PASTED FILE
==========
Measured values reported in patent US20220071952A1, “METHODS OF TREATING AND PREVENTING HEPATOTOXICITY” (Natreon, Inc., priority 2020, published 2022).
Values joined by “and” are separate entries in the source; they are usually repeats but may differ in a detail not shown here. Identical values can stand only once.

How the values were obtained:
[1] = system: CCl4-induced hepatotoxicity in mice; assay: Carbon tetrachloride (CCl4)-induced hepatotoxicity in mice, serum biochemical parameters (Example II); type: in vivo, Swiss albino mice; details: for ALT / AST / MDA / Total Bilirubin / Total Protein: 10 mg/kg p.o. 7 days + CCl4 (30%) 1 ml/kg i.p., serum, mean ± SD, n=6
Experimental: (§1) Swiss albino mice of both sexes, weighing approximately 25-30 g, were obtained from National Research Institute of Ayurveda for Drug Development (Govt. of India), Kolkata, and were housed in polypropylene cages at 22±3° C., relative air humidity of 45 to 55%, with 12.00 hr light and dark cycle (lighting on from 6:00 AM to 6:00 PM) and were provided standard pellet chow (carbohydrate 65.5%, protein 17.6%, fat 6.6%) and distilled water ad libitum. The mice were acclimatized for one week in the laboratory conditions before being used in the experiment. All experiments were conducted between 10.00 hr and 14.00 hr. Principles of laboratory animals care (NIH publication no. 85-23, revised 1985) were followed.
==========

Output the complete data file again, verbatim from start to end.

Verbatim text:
Measured values reported in patent US20220071952A1, “METHODS OF TREATING AND PREVENTING HEPATOTOXICITY” (Natreon, Inc., priority 2020, published 2022).
Values joined by “and” are separate entries in the source; they are usually repeats but may differ in a detail not shown here. Identical values can stand only once.

How the values were obtained:
[1] = system: CCl4-induced hepatotoxicity in mice; assay: Carbon tetrachloride (CCl4)-induced hepatotoxicity in mice, serum biochemical parameters (Example II); type: in vivo, Swiss albino mice; details: for ALT / AST / MDA / Total Bilirubin / Total Protein: 10 mg/kg p.o. 7 days + CCl4 (30%) 1 ml/kg i.p., serum, mean ± SD, n=6
Experimental: (§1) Swiss albino mice of both sexes, weighing approximately 25-30 g, were obtained from National Research Institute of Ayurveda for Drug Development (Govt. of India), Kolkata, and were housed in polypropylene cages at 22±3° C., relative air humidity of 45 to 55%, with 12.00 hr light and dark cycle (lighting on from 6:00 AM to 6:00 PM) and were provided standard pellet chow (carbohydrate 65.5%, protein 17.6%, fat 6.6%) and distilled water ad libitum. The mice were acclimatized for one week in the laboratory conditions before being used in the experiment. All experiments were conducted between 10.00 hr and 14.00 hr. Principles of laboratory animals care (NIH publication no. 85-23, revised 1985) were followed.